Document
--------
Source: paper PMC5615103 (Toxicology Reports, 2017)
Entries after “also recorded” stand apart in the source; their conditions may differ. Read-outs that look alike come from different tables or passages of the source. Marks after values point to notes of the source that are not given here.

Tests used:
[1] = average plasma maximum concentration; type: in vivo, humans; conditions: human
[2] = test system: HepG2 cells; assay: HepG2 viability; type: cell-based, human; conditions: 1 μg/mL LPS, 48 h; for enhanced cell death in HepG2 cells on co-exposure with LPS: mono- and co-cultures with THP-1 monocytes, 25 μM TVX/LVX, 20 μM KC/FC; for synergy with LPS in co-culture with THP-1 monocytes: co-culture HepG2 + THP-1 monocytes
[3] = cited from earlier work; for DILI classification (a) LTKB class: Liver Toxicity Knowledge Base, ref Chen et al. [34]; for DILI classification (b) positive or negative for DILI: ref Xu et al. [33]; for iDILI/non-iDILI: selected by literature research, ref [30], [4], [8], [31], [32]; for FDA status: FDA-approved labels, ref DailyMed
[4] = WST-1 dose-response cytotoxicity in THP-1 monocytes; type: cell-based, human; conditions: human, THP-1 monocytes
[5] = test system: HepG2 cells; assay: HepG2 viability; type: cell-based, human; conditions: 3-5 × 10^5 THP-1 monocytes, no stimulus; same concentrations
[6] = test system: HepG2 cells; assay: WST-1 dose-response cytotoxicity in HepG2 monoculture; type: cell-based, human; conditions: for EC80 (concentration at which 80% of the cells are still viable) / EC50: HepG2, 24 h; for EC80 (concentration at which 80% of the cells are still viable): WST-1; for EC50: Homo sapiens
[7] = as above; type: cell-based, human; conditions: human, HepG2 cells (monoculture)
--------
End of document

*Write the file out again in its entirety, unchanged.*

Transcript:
Source: paper PMC5615103 (Toxicology Reports, 2017)
Entries after “also recorded” stand apart in the source; their conditions may differ. Read-outs that look alike come from different tables or passages of the source. Marks after values point to notes of the source that are not given here.

Tests used:
[1] = average plasma maximum concentration; type: in vivo, humans; conditions: human
[2] = test system: HepG2 cells; assay: HepG2 viability; type: cell-based, human; conditions: 1 μg/mL LPS, 48 h; for enhanced cell death in HepG2 cells on co-exposure with LPS: mono- and co-cultures with THP-1 monocytes, 25 μM TVX/LVX, 20 μM KC/FC; for synergy with LPS in co-culture with THP-1 monocytes: co-culture HepG2 + THP-1 monocytes
[3] = cited from earlier work; for DILI classification (a) LTKB class: Liver Toxicity Knowledge Base, ref Chen et al. [34]; for DILI classification (b) positive or negative for DILI: ref Xu et al. [33]; for iDILI/non-iDILI: selected by literature research, ref [30], [4], [8], [31], [32]; for FDA status: FDA-approved labels, ref DailyMed
[4] = WST-1 dose-response cytotoxicity in THP-1 monocytes; type: cell-based, human; conditions: human, THP-1 monocytes
[5] = test system: HepG2 cells; assay: HepG2 viability; type: cell-based, human; conditions: 3-5 × 10^5 THP-1 monocytes, no stimulus; same concentrations
[6] = test system: HepG2 cells; assay: WST-1 dose-response cytotoxicity in HepG2 monoculture; type: cell-based, human; conditions: for EC80 (concentration at which 80% of the cells are still viable) / EC50: HepG2, 24 h; for EC80 (concentration at which 80% of the cells are still viable): WST-1; for EC50: Homo sapiens
[7] = as above; type: cell-based, human; conditions: human, HepG2 cells (monoculture)